Clinical visible signs of disease activity in vitiligo: a systematic review and meta-analysis

N. van Geel, L. Grine, P. de Wispelaere, D. Mertens, C. A. C. Prinsen, R. Speeckaert

Research output: Contribution to journalReview articleAcademicpeer-review

Abstract

Vitiligo is an unpredictable depigmenting disorder for which a static method to assess disease activity is lacking. Presence of certain skin manifestations may be indicative of disease activity. Here, we evaluated the current evidence for an association between clinical signs and reported disease activity in vitiligo. A systematic review and meta-analysis was performed based on a search in PubMed, Embase and Cochrane Library. Literature reporting skin manifestations and disease activity was analysed based on descriptive analyses and, if applicable, odd ratios. Forty-six observational studies were selected and analysed, including 28 case reports. Reported clinical signs in relation to active vitiligo were as follows: Koebner's phenomenon, confetti-like depigmentations, tri- and hypochromic lesions (including poorly defined borders), inflammatory borders/areas, itch and leukotrichia. Based on this search, strong evidence was found for Koebner's phenomenon. Poorly defined borders and confetti lesions are potential markers, although more data are needed to confirm this. Evidence for other skin manifestations was inconclusive, whereas case reports on inflammatory borders were indicative of active disease. Limitations included the lack of randomized controlled trials, large-scale prospective studies and heterogeneity due to inconsistent definitions. This systematic review urges the vitiligo community to come forward with consensus-based definitions as well as a reliable scoring system to assess these clinical signs and to design optimal trials to investigate their true predictive value.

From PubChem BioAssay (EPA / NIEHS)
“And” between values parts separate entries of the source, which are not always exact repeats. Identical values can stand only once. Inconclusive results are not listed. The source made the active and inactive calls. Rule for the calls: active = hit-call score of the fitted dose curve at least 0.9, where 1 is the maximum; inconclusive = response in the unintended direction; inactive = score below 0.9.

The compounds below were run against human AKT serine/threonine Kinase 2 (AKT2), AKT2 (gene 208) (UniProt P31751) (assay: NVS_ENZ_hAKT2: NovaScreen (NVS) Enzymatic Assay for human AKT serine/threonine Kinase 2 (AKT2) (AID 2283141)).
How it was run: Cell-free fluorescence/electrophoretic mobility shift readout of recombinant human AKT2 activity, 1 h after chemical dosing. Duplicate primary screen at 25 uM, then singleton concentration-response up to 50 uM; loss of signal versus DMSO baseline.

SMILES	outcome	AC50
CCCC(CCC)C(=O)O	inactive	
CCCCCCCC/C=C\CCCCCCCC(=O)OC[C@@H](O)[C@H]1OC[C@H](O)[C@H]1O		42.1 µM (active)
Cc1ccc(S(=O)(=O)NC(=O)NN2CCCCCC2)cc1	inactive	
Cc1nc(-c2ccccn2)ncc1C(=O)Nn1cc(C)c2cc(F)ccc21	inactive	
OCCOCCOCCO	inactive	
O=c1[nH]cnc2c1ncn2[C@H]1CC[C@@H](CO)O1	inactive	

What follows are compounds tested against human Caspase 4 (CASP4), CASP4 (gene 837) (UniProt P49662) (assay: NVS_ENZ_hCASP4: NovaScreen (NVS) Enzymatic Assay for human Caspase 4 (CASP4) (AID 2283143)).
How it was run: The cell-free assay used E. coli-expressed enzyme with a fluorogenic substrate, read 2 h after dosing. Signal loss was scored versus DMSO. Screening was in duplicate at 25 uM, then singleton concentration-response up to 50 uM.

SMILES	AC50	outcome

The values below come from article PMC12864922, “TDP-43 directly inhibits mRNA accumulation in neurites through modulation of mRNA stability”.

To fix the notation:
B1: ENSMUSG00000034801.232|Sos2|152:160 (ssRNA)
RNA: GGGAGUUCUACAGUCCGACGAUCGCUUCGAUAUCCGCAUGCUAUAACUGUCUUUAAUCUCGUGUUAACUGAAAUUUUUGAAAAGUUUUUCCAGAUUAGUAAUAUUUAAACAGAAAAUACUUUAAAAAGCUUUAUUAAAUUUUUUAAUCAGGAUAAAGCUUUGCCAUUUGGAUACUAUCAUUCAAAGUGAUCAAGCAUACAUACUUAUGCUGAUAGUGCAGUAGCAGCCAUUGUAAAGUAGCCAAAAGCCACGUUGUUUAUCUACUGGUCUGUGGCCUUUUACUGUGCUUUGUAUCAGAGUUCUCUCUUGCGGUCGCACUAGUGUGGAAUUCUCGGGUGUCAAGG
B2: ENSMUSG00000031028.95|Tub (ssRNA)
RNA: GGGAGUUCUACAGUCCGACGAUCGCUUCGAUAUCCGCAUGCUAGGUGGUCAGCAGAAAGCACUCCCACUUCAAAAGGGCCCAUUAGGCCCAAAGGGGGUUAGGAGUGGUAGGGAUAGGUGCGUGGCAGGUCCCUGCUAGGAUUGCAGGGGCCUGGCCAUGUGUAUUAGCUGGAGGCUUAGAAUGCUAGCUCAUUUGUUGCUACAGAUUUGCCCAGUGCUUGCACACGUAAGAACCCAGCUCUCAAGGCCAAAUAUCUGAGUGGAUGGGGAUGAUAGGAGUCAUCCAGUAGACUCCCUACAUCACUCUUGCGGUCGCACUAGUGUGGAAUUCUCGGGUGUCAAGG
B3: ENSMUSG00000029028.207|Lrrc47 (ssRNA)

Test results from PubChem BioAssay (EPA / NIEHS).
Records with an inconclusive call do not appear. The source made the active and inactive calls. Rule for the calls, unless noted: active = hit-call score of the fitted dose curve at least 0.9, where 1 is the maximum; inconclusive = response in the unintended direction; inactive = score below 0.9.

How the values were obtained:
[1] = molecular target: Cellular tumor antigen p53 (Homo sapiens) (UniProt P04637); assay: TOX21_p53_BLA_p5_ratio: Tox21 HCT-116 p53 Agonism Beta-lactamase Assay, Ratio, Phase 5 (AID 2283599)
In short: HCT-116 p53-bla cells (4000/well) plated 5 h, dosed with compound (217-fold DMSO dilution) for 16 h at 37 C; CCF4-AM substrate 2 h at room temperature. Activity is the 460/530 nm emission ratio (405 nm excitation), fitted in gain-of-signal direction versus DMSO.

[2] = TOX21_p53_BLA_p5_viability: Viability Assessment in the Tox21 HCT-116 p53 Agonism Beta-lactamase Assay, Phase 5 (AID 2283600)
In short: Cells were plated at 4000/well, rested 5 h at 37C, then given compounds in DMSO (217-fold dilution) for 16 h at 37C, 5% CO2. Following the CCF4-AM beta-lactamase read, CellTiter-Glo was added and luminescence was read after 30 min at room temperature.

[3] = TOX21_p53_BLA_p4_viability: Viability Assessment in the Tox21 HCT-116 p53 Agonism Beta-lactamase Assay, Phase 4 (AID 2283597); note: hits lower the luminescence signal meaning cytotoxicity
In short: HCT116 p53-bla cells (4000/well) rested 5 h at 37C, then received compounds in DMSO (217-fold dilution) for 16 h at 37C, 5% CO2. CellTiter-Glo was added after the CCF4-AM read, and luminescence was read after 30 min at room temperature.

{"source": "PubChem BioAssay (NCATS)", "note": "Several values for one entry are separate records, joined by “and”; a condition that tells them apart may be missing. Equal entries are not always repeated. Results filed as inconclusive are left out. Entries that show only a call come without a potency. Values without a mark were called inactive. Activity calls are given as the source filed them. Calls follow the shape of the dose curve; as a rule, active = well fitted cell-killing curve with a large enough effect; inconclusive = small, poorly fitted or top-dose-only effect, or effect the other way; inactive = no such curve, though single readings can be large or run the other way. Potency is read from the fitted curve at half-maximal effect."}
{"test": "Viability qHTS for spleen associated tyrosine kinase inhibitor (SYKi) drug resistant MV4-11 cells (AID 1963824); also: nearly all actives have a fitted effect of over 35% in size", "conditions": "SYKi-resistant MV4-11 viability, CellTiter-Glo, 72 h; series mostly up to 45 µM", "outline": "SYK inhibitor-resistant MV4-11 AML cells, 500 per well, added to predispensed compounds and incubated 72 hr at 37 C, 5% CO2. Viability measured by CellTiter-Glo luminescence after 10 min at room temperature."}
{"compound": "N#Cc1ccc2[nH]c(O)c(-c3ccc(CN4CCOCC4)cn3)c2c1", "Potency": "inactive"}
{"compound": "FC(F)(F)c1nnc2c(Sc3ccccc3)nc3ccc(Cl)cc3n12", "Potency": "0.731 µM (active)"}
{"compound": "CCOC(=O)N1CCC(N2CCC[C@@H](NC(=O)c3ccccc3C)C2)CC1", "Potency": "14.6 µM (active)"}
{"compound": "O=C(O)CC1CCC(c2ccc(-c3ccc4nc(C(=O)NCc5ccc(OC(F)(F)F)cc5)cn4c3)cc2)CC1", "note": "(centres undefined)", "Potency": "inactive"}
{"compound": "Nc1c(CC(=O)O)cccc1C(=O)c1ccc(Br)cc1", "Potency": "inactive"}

Original languageEnglish
Pages (from-to)1667-1675
JournalJournal of the European Academy of Dermatology and Venereology
Volume33
Issue number9
DOIs
Publication statusPublished - 1 Jan 2019

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